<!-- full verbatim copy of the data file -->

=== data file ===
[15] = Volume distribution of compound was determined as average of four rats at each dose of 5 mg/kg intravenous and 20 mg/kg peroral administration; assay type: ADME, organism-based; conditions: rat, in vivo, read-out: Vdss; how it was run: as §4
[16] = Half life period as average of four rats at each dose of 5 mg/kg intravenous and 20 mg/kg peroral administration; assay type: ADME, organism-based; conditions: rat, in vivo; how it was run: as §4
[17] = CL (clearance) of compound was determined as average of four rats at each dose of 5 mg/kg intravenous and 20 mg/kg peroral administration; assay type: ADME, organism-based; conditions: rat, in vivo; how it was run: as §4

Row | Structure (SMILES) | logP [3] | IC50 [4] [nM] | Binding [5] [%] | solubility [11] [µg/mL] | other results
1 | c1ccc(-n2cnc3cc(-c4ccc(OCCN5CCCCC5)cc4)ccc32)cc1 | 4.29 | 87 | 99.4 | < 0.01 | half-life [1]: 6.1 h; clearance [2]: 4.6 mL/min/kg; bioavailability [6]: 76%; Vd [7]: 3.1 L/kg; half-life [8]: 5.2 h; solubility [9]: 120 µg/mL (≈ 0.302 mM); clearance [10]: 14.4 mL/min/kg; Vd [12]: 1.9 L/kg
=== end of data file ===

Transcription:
[15] = Volume distribution of compound was determined as average of four rats at each dose of 5 mg/kg intravenous and 20 mg/kg peroral administration; assay type: ADME, organism-based; conditions: rat, in vivo, read-out: Vdss; how it was run: as §4
[16] = Half life period as average of four rats at each dose of 5 mg/kg intravenous and 20 mg/kg peroral administration; assay type: ADME, organism-based; conditions: rat, in vivo; how it was run: as §4
[17] = CL (clearance) of compound was determined as average of four rats at each dose of 5 mg/kg intravenous and 20 mg/kg peroral administration; assay type: ADME, organism-based; conditions: rat, in vivo; how it was run: as §4

Row | Structure (SMILES) | logP [3] | IC50 [4] [nM] | Binding [5] [%] | solubility [11] [µg/mL] | other results
1 | c1ccc(-n2cnc3cc(-c4ccc(OCCN5CCCCC5)cc4)ccc32)cc1 | 4.29 | 87 | 99.4 | < 0.01 | half-life [1]: 6.1 h; clearance [2]: 4.6 mL/min/kg; bioavailability [6]: 76%; Vd [7]: 3.1 L/kg; half-life [8]: 5.2 h; solubility [9]: 120 µg/mL (≈ 0.302 mM); clearance [10]: 14.4 mL/min/kg; Vd [12]: 1.9 L/kg